Growing cotton in commercial quantities, as everyone knows, requires hefty amounts of water, sunlight and labour.
In the very near future, in might also require two extra ingredients, both a little tricky to pronounce: 6-carboxyfluorescein–glucose, and dysprosium–1,4,7,10-tetraazacyclododecane-1,4,7,10-tetraacetic acid–glucose.
Proof-of-concept research published in the journal Science suggests that inoculating these two molecules into cotton plants might well catalyse a second period of commercial ubiquity for the crop, re-engineering the familiar fabric made from it to take a central role in the widely predicted boom in wearable technology.
A study led by Filipe Natalio, of Martin Luther University in Halle, Germany, demonstrates a bio-engineering pathway in which the addition of the molecules into the plant produces fibres with “unnatural properties such as fluorescence or magnetism”.
The results were achieved after inculcating the molecule pair into fertilised cotton ovules in a laboratory. The glucose molecule acts as a carrier, transporting the second substance through the growing plant’s vascular system and depositing it in its epidermal layers.
The outcomes demonstrated by Natalio and colleagues serve in part as demonstration of process, but also promise directly useful adaptations. Fluorescent fabrics have multiple potential uses, as high-visibility clothing, for instance, or in wearable monitors. Magnetic fibres also have many possible applications in areas where electrical conductivity is beneficial.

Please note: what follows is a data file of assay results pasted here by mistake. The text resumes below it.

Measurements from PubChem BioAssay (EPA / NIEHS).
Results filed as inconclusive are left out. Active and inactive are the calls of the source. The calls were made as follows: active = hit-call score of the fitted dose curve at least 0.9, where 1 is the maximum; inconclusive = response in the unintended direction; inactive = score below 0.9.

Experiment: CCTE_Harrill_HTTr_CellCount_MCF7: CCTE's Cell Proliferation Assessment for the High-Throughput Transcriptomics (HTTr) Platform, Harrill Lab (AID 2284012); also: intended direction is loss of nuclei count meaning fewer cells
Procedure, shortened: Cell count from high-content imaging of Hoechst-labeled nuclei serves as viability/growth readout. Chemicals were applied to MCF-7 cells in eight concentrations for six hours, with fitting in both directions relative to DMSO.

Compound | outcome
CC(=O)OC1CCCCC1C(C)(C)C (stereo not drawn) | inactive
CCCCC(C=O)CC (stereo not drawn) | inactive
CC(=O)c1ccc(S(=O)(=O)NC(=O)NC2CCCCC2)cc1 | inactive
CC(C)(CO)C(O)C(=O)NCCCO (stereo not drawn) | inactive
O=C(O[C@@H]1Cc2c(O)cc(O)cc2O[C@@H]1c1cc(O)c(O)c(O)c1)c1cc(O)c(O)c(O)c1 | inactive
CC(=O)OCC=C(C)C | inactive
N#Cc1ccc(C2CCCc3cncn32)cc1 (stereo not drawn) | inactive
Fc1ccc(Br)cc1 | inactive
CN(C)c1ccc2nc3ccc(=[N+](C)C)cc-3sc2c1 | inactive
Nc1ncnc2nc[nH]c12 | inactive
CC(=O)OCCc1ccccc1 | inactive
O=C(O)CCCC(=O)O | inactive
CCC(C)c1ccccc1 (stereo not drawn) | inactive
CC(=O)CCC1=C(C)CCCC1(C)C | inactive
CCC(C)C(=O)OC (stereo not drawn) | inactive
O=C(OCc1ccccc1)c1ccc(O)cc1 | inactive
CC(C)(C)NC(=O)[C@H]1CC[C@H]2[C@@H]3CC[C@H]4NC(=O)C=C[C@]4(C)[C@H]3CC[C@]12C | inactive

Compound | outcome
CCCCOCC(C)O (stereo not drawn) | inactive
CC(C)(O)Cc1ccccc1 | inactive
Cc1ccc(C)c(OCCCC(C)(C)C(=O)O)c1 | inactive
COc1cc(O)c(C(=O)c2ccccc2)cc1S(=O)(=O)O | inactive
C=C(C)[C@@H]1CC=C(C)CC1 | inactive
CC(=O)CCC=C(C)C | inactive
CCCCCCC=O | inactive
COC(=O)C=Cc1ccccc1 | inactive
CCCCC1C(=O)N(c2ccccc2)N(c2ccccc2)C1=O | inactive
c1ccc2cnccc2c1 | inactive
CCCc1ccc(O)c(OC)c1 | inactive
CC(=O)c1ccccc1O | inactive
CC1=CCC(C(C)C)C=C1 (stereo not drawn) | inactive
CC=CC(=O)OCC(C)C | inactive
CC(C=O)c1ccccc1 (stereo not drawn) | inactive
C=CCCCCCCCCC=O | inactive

According to the researchers, the new uber-cotton has a big advantage over other wearable smart-textiles in development: durability.
“Current approaches that rely on fibre coatings suffer from function loss during wear,” they write.
Other research into smart fabrics that avoid the problem of having the smart bits wear off or wash out include work by the US Army incorporating silver nanowires into cotton and polyester, and stretchy electricity-generating nano-scale “twistrons’ under development at the University of Texas.
Natalio’s team has yet to present further research on real-world scale-up of bioengineered glowing cotton, but the work thus far, its paper concludes, suggests the process is not restricted to a single agricultural species.
Its use, the scientists say “could be expanded to other biological systems such as bacteria, bamboo, silk, and flax”.
Andrew Masterson is a former editor of Cosmos.
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